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Interview with Giancarlo Comi: Axoglial Interaction and Pathology of Multiple Sclerosis


Professor Comi emphasized how little was known about the pathophysiology of the progressive phases in relapsing remitting multiple sclerosis. It was unknown why some patients had very quick progression, although this was much slower for others. He asked whether the degenerative phase simply took place at the beginning of the disease, or whether it was something that took place in most patients at a given time point.

Professor Comi considered that the decline in the progressive phase of MS resulted from axon loss. The degenerative phase of the disease was paralleled by degeneration of the axons. This was probably a consequence of long-term demyelination, as the axon-glia interaction could then no longer remain at a safe level. Permanent demyelination determined secondary degeneration. The axons might survive quite a long time without myelin but sooner or later degenerated.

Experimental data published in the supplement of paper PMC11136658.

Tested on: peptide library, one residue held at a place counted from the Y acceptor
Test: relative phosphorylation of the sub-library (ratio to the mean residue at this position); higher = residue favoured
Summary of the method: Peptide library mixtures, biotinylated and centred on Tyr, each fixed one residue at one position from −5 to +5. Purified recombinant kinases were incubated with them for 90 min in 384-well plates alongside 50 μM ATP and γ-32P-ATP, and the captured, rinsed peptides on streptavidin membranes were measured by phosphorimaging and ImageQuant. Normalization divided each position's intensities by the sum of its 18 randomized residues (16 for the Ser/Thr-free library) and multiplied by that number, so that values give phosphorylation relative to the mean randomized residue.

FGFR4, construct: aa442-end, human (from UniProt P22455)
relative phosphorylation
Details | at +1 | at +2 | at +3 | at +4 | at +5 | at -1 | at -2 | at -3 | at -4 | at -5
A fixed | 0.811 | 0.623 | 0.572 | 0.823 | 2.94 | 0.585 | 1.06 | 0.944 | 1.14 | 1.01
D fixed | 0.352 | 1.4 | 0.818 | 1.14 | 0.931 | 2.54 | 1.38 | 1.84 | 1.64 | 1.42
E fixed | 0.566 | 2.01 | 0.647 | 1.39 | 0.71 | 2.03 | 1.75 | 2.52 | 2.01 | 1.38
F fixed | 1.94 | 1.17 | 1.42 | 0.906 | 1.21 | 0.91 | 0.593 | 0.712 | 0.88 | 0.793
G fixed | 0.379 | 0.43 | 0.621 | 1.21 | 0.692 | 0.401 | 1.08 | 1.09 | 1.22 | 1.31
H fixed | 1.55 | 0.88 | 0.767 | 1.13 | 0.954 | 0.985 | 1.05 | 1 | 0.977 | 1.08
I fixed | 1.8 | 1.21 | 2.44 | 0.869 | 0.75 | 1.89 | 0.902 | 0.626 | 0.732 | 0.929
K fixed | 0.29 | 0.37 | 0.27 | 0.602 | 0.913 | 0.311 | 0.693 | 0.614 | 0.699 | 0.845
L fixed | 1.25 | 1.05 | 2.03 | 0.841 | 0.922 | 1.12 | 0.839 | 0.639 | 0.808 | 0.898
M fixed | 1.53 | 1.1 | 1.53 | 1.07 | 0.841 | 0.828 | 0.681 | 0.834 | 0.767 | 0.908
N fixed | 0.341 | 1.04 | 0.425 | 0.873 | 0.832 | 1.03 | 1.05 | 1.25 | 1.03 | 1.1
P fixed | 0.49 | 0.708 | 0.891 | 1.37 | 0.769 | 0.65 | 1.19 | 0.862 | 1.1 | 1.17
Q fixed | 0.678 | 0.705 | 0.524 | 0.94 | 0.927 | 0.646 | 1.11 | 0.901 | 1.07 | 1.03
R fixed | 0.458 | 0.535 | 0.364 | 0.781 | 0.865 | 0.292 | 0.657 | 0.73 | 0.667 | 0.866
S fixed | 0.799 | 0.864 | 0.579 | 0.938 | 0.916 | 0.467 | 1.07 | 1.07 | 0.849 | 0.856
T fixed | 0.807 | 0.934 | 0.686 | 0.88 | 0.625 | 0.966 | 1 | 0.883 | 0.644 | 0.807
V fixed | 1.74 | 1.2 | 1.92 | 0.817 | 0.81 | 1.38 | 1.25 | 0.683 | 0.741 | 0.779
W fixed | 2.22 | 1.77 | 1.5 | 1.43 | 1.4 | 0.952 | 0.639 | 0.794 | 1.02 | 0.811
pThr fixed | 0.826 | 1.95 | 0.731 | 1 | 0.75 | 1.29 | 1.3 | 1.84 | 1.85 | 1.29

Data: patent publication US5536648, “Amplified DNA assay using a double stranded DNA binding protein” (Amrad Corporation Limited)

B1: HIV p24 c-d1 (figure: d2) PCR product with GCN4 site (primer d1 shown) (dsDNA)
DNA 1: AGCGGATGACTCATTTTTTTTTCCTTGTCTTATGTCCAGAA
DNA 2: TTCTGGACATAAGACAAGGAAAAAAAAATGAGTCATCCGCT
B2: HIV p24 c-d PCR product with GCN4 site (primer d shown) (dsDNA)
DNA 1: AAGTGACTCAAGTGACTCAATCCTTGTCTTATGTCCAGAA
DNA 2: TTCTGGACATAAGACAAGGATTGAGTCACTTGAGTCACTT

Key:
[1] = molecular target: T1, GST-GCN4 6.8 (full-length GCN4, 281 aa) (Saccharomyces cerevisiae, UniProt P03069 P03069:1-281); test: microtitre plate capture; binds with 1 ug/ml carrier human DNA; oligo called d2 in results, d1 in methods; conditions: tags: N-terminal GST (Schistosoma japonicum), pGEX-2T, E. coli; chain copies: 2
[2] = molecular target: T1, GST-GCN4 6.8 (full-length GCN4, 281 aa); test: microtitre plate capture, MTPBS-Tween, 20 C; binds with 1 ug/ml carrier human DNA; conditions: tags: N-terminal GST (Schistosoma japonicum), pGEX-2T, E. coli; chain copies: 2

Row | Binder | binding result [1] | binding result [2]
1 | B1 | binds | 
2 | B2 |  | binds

According to Professor Comi, current treatment of progression in the common forms of multiple sclerosis lagged far behind treatment of the relapses. Recent results of clinical trials suggested that the old drug phenytoin could protect against degeneration. Specific antibody treatment might also be able to reverse the process of demyelination. This could in principle prevent damage or enhance recovery.

Professor Comi is in the Department of Neurology in Milan University di Vita.

This interview has been recorded on 30th September 2015 at the San Raffaele Hospital, Milan, Italy.